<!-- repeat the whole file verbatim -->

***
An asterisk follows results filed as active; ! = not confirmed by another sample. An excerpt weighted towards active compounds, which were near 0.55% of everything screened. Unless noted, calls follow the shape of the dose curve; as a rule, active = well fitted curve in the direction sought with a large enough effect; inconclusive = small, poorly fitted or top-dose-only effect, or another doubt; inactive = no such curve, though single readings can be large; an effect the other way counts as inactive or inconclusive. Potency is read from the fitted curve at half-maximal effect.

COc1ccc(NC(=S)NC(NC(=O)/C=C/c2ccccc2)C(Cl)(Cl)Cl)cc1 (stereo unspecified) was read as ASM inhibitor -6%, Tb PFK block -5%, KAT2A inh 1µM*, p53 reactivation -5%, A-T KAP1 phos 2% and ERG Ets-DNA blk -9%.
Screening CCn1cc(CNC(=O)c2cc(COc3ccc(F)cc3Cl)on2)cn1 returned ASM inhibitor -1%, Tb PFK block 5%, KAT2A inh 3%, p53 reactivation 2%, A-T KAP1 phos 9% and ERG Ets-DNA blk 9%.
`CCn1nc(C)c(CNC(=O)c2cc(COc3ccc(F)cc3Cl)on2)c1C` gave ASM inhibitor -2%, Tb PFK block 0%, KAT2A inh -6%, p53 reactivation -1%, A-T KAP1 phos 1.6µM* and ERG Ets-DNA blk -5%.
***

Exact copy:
An asterisk follows results filed as active; ! = not confirmed by another sample. An excerpt weighted towards active compounds, which were near 0.55% of everything screened. Unless noted, calls follow the shape of the dose curve; as a rule, active = well fitted curve in the direction sought with a large enough effect; inconclusive = small, poorly fitted or top-dose-only effect, or another doubt; inactive = no such curve, though single readings can be large; an effect the other way counts as inactive or inconclusive. Potency is read from the fitted curve at half-maximal effect.

COc1ccc(NC(=S)NC(NC(=O)/C=C/c2ccccc2)C(Cl)(Cl)Cl)cc1 (stereo unspecified) was read as ASM inhibitor -6%, Tb PFK block -5%, KAT2A inh 1µM*, p53 reactivation -5%, A-T KAP1 phos 2% and ERG Ets-DNA blk -9%.
Screening CCn1cc(CNC(=O)c2cc(COc3ccc(F)cc3Cl)on2)cn1 returned ASM inhibitor -1%, Tb PFK block 5%, KAT2A inh 3%, p53 reactivation 2%, A-T KAP1 phos 9% and ERG Ets-DNA blk 9%.
`CCn1nc(C)c(CNC(=O)c2cc(COc3ccc(F)cc3Cl)on2)c1C` gave ASM inhibitor -2%, Tb PFK block 0%, KAT2A inh -6%, p53 reactivation -1%, A-T KAP1 phos 1.6µM* and ERG Ets-DNA blk -5%.